I first met Aijaz at St. Pauls High, Karachi. We were good friends then on. Of course i was not on his friends-to-count-on-for-mischevious-activities list, but yes, we both shared one common bond. Being on the hate list for Mr. Ben Fernando, our maths teacher, was significant enough.
After three years at school, he moved his way, I moved mine, he ended up in IBA, after passing the test by a single day’s study, despite the fact that his sister took over a month.

Tragedy hit his IBA path and he moved to CBM for his masters.

I was, at times, surprised by this guy. The guy didnt know the meaning of politics. He was as clean as clean can ever be. No agendas, no motives. Just straightforward and forthcoming. He would succumb to other peoples smartness all too easily, but such are all innocent people.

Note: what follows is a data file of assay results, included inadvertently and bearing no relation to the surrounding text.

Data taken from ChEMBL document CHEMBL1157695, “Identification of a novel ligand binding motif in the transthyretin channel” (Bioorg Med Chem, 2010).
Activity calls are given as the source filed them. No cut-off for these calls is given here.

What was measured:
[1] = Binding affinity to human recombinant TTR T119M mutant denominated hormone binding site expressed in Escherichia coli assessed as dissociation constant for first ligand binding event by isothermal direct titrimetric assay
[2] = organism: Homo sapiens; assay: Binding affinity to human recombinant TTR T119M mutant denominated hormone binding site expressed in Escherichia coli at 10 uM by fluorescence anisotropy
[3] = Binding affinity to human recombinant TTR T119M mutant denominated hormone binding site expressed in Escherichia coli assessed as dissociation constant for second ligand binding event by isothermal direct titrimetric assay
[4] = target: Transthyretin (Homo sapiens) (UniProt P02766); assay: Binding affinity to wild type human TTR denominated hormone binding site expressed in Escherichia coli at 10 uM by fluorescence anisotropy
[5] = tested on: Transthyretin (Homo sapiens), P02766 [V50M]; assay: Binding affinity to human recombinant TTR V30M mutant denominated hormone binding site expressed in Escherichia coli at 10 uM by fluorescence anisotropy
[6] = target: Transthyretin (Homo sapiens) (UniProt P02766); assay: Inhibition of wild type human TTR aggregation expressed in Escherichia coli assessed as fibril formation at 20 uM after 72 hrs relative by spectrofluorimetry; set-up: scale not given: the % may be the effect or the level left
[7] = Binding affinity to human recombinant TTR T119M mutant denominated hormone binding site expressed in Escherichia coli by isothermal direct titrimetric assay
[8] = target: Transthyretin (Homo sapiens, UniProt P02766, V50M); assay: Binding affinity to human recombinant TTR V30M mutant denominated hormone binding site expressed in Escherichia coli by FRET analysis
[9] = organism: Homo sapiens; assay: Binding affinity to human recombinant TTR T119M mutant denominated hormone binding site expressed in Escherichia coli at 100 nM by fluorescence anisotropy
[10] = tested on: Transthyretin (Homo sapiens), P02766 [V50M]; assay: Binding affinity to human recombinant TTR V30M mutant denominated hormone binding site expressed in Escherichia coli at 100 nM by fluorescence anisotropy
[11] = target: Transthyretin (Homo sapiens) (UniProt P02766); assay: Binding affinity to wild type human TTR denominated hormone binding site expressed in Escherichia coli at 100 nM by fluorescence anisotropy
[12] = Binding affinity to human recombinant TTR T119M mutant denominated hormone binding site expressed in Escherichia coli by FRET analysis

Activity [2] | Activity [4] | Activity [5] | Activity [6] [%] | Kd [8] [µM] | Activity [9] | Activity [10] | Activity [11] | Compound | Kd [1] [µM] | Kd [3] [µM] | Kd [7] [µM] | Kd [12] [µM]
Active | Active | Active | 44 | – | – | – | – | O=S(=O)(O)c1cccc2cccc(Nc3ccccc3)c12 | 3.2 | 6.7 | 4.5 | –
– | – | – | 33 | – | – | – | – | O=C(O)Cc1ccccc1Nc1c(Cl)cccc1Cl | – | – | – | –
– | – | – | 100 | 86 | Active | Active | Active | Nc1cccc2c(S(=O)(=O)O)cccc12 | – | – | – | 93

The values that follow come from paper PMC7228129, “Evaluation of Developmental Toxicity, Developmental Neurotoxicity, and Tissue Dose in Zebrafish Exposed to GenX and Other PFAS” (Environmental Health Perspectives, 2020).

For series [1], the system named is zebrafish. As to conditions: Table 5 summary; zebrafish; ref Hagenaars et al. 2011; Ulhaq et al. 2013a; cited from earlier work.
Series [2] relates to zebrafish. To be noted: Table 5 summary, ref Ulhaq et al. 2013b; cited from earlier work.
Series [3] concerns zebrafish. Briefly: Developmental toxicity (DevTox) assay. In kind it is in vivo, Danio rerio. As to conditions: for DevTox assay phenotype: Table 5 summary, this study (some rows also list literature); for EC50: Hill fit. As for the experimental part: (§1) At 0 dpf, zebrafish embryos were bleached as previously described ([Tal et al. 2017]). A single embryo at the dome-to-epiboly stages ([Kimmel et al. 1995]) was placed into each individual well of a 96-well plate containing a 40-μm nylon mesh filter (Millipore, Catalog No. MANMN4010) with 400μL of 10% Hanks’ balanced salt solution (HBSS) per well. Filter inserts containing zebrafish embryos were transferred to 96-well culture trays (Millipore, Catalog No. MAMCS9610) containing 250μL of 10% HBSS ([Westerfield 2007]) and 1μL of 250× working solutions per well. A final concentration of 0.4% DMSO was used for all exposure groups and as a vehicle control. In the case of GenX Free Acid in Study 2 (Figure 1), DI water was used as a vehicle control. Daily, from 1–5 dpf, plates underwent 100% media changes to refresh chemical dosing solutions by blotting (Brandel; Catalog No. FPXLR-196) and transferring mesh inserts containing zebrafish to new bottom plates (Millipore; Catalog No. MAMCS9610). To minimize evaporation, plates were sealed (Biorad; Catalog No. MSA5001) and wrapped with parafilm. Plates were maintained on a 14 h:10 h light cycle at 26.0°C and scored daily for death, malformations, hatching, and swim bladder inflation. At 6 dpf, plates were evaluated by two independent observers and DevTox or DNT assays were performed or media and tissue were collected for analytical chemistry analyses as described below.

One of the greatest things about this guy was that he’d do you a favour, and truly forget about it. No one would know, unless you told them.

For a guy who stammered out of confusion or nervousness, he made it to being a call centre attendant at ABN AMRO right here in Karachi. His only tool, was his extreme self confidence and sheer determination.

Unnerved by dangers, mindless of fears, Aijaz believed strongly in himself. A man with such conviction and unflinching selflessness, he was just too good for this world. As is with all good people, he left us too soon.

Aijaz, my friend, you will be missed.